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I still remember my sister and I counting and re-counting the presents under the tree as a kid. Nearly every December morning, my sister and I would pull the presents out from under the tree and find each one that had our name on it and compare--just in case Mom and Dad added a present or two while we were sleeping. Inevitably, my parents would always shout back at us that counting didn’t matter, and one gift could be more expensive than 2-3 of the others. So counting shouldn't “technically” matter. In essence, the total amount spent per kid was equal.

As parents of two children, my wife and I are careful to keep things balanced because we understand the thought-process of children. We’ve been there ourselves (although I think our kids doubt that we ever were). But what strikes me is not so much the “balance” of presents per kid and keeping that straight-–but the balancing weight between giving and receiving. For whatever reason, I struggle with knowing how much my family gives to my kids and my wife and I--and how unable we are able to reciprocate those gifts.

I want to reciprocate

I’m going to be frank and honest here about my own anxiety in gift giving. I still want things balanced even though I know they aren’t. I want to be able to give back to my family as much as they give to me. I want to be able to balance the scales amongst the family. I want people to be able to pull out all the presents, find their name and see my family listed on that “From” part of the tag. And I want to be so generous that they see it more than once. But we simply can’t afford that. And I know my family gets it, and I know they don’t expect us to give gifts in the same way, but that doesn’t mean it doesn’t bother me. I don’t want to be out-given.

Gift giving is a poor focus

We are a society that likes, and expects, to show our love with stuff, proving affection by how much we give. The more we give the more we love, the more we love the more we give. And what I find difficult is that I know this is not a Biblical perspective on life. I know the “reason for the season” and yet I succumb to wanting to show my love and appreciation by providing stuff. I know that my family isn’t expecting it and yet I still feel this tug to provide it.

What is really difficult, as well, as that as soon as Thanksgiving is over every commercial on TV, every banner seen on websites, and every ad run on the radio has to do with stuff. Show your spouse you love them by buying them a new ring. Show your husband how much you care for him by buying him a new car--and make sure there’s a giant bow on the top so that all your neighbors can SEE how much you love him. Make sure your kid has the best gadget from this store, newest kicks from that mall, and threads with this name-brand emblazoned on the back. So even though we know this isn’t why we celebrate Christmas, even though we know that this isn’t how we celebrate and show our love to family, society sure doesn’t make this any easier!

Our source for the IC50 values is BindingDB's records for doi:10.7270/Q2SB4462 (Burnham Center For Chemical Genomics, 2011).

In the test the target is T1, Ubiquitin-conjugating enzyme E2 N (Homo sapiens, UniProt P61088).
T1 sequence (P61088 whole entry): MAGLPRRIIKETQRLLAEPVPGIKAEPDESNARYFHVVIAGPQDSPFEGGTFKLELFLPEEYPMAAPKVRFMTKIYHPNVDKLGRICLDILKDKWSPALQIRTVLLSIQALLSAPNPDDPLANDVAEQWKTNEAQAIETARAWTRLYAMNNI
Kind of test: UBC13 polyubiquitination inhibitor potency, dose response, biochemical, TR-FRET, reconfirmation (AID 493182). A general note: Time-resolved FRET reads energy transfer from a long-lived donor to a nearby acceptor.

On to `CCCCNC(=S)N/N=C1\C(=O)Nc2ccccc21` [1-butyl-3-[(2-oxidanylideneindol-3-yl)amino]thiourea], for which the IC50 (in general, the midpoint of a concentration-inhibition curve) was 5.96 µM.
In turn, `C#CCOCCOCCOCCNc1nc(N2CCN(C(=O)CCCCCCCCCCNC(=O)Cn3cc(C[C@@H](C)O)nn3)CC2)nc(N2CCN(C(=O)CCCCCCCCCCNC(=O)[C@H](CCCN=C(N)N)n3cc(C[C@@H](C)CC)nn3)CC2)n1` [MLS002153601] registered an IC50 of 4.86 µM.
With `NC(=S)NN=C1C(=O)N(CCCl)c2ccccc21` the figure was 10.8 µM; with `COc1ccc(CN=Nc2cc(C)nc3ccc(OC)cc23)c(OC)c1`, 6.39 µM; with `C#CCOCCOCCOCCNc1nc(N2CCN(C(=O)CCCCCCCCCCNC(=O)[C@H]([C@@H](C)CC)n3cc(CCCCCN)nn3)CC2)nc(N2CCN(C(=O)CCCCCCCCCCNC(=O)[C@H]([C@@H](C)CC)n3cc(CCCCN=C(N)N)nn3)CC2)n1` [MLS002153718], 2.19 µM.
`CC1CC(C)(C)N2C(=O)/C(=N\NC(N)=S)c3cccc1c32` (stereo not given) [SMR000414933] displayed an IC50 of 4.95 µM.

Pushing back

I wish I could flip open my Bible and go to texts that speak of pushing back against this Christmas-consumerism mentality but I simply cannot find any. We cannot find texts that speak into buying + giving more = loving more. But what I do find spoken often is NOT conforming to the temptations and workings of this world.

1 John 2:15-17 reminds us not to love the world or the things in this world. That the desires of the flesh and the desires of the eyes and pride in possessions is not of the Father. Do we believe that God shows his love to us by giving us more stuff? Do we go around asking friends and family, “How many things has God given you this holiday season? Only 10…well, I got 11 which obviously means God loves me more than you!” NOT AT ALL.

The love we’ve been shown by God isn’t measured in “things.” The love we’ve been shown and given by God has, ironically, been the same gift--over and over and over again. The gift of grace. Grace by the Son, grace by the Spirit, grace by the Father. One gift--seen and felt time and time again in many different facets. And we never complain about that! We always want more. We never feel we’re getting the raw end of the deal. Why? Because we know love doesn’t work that way. Not God’s, and not ours.

A better plan

I know this is a struggle that will not go away overnight, but it’s one that I am determined not to succumb to fully (notice I said “fully” because I know that the thoughts will always be there). I wish there was a list of things I could create to hold me accountable and focus these feelings in the right direction--but I haven’t found it yet. But I know that I can play a part in uprooting the idol of consumerism.

  • Spend time doing fun things with loved ones--time invested is worth far more than money. Do something outrageous and crazy, and make memories. 
  • Engage in regular conversations with our kids about the true meaning of Christmas.
  • Helping our children to notice and appreciate all that they already have cultivates habits of thankfulness.
  • Being honest about the limitations of the budget and finances will go a long way in helping to create understanding.
  • Model that people matter more than stuff.
  • Make Christ and worship an important part of the day.

Practicing these habits we can work toward breaking the cycle of consumerism in our home. And in the end I know that having conversations all year long about true “gifts” from family and how they do not show up in boxes, or with giant red bows, or stuffed in stockings will ultimately lead them down the right path as they grow up as well as chip away at my own internal holiday battles too.

 

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